2. Elizabeth Smith says

    I began by reading the books for myself, then out loud to my children, and then via audio books at least once a year. I still like to read them as well as listen to them.

    I feel the best entry point depends on the person. My youngest does best with the movies and tolerates the audio books in the car. My other two are a mix like me. I have one friend who struggles to read so the audio books are her way to enjoy the world.

  3. I saw the first three movies as a child when they were in theaters, then received as a gift a hardcover copy of GoF. I read the opening chapter, and then stopped because I thought it was a bit too scary (I was maybe in 3rd grade). With that, I “gave up” on HP for the better part of a decade. Then, late in high school, I became a bookwork after being handed a few great reads, and went looking for a book series to try. A friend recommended Harry Potter, and explained how they are (1) NOT just children’s books, (2) incredibly rich in detail and world-building, and (3) full of Christian imagery. I read the entire series in a month, and then went to see DH pt 1 in theaters when it came out and was so enraged that I decided that I wouldn’t even bother going back to watch the movies I had missed (though I eventually did)…

    Another few years later, I had a friend who recommended the Jim Dale audiobooks after he had gone through the series with his wife over their numerous road trips through Texas. I gave TPS a try, but got very irritated with Dale’s impressions, and through my own googling, discovered that Stephen Fry had also recorded audiobooks, so I switched over. For about 6 months, I went through the entire series with Fry’s audiobooks, which are absolutely wonderful.

    I want to give a big shout-out to The Ringer’s Binge Mode podcast with Mallory Rubin and Jason Concepcion. Their deep dive through Harry Potter is so thorough, hilarious, raunchy, sentimental, and worth going through if you never have before. Their inside jokes, conspiracy theories, and thematic analyses of the books (and movies) aren’t too far off from the content of hogwartsprofessor.com – though they come from more of a pop-culture lens than an academic one.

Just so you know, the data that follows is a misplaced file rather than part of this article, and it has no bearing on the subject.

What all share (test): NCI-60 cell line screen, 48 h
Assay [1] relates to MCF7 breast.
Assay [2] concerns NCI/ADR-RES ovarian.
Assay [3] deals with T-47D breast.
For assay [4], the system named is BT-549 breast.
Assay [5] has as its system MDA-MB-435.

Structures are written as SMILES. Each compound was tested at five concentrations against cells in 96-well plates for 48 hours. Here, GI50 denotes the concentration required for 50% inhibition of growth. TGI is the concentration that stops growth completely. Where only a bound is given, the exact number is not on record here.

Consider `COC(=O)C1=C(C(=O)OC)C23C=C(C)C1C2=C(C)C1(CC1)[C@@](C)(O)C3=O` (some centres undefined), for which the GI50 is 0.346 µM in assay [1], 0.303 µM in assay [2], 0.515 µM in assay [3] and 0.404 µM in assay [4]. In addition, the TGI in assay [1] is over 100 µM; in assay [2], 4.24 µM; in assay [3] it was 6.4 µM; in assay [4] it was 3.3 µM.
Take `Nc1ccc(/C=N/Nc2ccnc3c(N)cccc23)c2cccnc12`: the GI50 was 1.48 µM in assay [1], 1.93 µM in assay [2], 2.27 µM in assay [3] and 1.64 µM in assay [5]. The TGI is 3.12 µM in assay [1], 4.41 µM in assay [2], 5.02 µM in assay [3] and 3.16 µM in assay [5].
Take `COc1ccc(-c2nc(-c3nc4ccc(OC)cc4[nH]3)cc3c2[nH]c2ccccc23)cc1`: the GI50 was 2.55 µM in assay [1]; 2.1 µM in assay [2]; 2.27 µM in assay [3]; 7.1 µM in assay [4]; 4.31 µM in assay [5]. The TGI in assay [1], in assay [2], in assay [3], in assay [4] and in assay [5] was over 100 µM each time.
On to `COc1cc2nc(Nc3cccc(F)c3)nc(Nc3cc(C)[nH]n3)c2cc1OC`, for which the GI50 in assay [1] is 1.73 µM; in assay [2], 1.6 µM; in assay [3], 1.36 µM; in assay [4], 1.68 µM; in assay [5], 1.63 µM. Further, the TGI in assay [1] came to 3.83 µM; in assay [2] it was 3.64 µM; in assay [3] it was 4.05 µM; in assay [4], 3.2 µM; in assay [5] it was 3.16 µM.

4. This brings up so many memories! Reading Sorcerer’s Stone aloud to my children and my nieces. It was new to one niece but familiar to the other. She followed along reading the Philosopher’s Stone and would get so excited when there was a difference. Listening to Goblet of Fire as we drove cross-country. Being amazed and excited when they came out on CD and not cassettes—the artwork and box design was intriguing. Confusing the bookstore clerk on a release night when I said I had reserved both the hardcover and the audio book.

    Having rushed through the Goblet of Fire when it came out, I learned to read the new releases more slowly. When Deathly Hallows came out, I knew it would be something to savor, so I listened to the audio book and crocheted a blanket, while my son read the hardback. Trying not to worry when I opened the set of the last four CDs and saw the artwork of Hagrid carrying Harry.

    Unlike others, I like both the Stephen Fry and Jim Dale versions. Some scenes and characters are better done by one person than the other. The crack in Jim Dale’s voice as he reads the scene with Ginny talking to the wounded girl in the Deathly Hallows. Stephen Fry’s version of Peeve’s song after the fall of Voldemort.